Many academic studies on market microstructure use trade classification algorithms to infer whether a given trade is initiated by a buyer or a seller. Yet, authors Paul Asquith, Rebecca Oman, and Christopher Safaya (Short Sales and Trade Classification Algorithms; Journal of Financial Markets: 2010, Vol. 13-1, pg. 157-173) caution that trade matching algorithms tend to overwhelmingly misclassify seller-initiated trades as being buyer-initiated trades. The authors present a stark warning to those using classification algorithms for trading and inference purposes.
The issue of trade classification stems from the fact that most trade-by-trade datasets, whether they are real-time or delayed, do not explicitly specify whether a given trade is buyer-initiated or seller-initiated. Yet, knowing whether a trade is buyer-initiated or seller-initiated is useful for many applications such as trying to gauge the sentiment of the market, determining the potential for short-sale (or even short-sale-predatory) strategies, measuring the depth and liquidity of an asset, and determining the levels of private information in a given marketplace (e.g. the Probability of Informed Trading measure of David Easley, Nicholas M. Kiefer, Maureen O’Hara, and Joseph B. Paperman in Liquidity, Information, and Infrequently Traded Stocks; Journal of Finance: 1996, Vol. 51-4, pg. 1405-1436).
One solution to the need for classifying trading intent can be found in the highly popular Lee and Ready Trade Classification Algorithm (Inferring Trade Direction from Intraday Data; Journal of Finance: 1991, Vol. 46-2, pg. 733-746, authors: Charles M.C. Lee and Mark J. Ready). This algorithm takes a sequential approach to classifying trades by first using a quote-based test and then, if necessary, applying a tick-based test. So, for a given trade, the algorithm first looks at the trade price relative to the contemporaneously-quoted bid and ask prices. If the trade price is closer to the ask price, then the trade is classified as buyer-initiated. If, on the other hand, the trade price is closer to the bid price, then the trade is classified as seller-initiated.
The quote-based test fails when the trade price is half-way between the bid and ask prices (i.e. trade price is equal to the bid-ask mid-quote). In that case, the Lee and Ready Algorithm reverts to a tick-based test. Here, if the current trade price is higher relative to the last (old) trade price, the trade is classified as buyer-initiated. Conversely, if the current trade price is lower than the last (old) trade price, the trade is classified as seller-initiated. If the current trade price is equal to the old trade price, the previously-determined trade classification is used (given that buy (sell) trades tend to follow previous buy (sell) and trades). Finally, if the quote-test fails and two unchanged trades are recorded back-to-back, the current trade is classified as indeterminate.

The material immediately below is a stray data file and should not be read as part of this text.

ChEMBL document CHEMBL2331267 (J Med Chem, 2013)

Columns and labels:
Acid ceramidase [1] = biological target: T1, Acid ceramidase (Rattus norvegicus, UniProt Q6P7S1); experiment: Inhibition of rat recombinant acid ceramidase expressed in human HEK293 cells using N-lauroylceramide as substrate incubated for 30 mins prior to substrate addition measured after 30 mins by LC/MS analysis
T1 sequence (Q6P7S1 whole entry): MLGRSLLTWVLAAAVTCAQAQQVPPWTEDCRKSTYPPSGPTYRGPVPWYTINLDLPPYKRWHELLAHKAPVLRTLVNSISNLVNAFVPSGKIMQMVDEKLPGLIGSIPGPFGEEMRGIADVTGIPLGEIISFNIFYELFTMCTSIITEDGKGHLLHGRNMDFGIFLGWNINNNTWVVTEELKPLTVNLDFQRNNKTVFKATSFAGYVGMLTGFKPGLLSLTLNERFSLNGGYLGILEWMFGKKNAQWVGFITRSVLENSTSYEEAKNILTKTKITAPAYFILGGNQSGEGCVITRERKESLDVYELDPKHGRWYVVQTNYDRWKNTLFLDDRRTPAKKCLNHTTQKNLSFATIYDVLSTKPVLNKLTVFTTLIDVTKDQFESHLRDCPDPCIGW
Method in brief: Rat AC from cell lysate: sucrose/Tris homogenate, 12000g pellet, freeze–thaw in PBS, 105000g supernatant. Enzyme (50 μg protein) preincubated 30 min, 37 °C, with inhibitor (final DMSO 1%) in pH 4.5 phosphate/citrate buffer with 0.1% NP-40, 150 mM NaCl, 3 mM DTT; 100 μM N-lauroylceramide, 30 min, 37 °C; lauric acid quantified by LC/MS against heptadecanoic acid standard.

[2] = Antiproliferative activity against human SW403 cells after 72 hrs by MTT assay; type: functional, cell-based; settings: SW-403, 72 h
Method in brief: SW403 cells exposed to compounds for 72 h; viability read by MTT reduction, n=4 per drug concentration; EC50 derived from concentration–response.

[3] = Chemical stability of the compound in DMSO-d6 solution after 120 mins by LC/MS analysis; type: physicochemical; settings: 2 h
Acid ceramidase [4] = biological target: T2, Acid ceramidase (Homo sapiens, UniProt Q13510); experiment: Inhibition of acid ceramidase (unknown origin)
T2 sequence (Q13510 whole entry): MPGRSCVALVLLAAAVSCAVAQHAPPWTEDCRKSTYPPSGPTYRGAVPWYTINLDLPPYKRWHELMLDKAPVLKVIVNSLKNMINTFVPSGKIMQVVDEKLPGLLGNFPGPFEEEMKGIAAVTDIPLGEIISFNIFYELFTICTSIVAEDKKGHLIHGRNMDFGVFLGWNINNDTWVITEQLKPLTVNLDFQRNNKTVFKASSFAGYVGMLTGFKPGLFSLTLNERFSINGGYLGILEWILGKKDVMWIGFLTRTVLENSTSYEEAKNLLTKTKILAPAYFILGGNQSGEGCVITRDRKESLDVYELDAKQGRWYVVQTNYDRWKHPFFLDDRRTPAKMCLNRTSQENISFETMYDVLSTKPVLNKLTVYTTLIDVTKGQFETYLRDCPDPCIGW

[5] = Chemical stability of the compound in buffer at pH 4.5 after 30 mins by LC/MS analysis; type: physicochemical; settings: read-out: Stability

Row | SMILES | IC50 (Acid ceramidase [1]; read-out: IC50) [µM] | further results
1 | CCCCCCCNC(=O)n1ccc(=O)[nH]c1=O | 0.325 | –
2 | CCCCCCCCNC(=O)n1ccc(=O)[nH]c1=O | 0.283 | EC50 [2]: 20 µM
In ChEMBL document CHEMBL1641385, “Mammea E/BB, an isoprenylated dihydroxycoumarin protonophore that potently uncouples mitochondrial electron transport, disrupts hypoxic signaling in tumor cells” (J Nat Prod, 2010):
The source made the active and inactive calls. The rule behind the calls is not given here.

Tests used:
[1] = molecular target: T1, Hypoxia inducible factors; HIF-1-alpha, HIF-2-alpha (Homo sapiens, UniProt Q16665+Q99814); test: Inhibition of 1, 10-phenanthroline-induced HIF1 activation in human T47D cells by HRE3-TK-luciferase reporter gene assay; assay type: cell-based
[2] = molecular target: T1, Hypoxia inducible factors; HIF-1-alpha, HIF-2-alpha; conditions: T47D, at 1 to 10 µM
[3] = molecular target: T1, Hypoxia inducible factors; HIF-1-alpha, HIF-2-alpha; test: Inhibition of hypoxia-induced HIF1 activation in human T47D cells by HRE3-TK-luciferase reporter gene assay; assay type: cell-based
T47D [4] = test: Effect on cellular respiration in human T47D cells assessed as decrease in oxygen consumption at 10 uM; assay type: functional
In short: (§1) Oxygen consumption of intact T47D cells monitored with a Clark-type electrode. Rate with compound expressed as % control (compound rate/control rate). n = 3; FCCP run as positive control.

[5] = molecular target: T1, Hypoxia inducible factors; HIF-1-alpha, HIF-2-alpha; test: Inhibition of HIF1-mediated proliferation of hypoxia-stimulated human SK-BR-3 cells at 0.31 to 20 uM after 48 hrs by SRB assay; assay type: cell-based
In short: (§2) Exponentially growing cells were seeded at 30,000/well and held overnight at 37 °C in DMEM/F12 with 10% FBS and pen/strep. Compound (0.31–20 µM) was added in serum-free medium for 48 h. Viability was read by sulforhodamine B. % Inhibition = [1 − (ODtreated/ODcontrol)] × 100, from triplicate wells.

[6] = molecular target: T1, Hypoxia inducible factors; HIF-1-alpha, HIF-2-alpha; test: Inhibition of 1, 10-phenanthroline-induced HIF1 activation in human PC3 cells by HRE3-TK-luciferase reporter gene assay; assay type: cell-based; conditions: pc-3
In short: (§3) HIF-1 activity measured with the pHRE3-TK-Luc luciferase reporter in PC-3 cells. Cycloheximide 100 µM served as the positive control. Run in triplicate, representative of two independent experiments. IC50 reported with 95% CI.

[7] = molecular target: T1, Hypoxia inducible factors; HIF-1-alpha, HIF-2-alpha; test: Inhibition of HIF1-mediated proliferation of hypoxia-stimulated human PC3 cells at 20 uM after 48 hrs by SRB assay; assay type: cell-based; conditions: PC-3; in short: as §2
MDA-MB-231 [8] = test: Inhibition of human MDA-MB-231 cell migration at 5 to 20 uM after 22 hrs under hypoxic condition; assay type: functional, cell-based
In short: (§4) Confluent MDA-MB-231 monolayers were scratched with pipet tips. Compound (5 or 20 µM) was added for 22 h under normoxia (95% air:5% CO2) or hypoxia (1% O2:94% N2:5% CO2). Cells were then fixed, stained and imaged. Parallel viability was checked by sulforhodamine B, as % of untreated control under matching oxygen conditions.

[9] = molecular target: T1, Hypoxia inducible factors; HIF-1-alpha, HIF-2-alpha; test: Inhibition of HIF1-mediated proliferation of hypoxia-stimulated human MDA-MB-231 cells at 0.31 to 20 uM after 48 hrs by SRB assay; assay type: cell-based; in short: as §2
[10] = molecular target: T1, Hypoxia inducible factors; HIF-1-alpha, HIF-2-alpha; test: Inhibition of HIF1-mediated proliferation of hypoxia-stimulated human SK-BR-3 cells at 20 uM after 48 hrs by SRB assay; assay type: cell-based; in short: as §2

Authors Paul Asquith, Rebecca Oman, and Christopher Safaya thus caution that, despite their popularity, trade-classification algorithms tend to misclassify trades. This tendency to misclassify can bias the results of inferential academic studies as well as render trading strategies built around them unprofitable.
1 The BrozOnBonds: Academic Corner is a periodic, educational piece intended to highlight recent academic work to the trading and investing community. These articles are authored by Dr. Michael Williams, an Assistant Finance Professor in the College of Business and Public Administration at Governors State University. Dr. Williams both teaches courses and conducts research on derivative assets and their markets. For more information, please contact Dr. Williams at email@example.com or visit brozonbonds.com.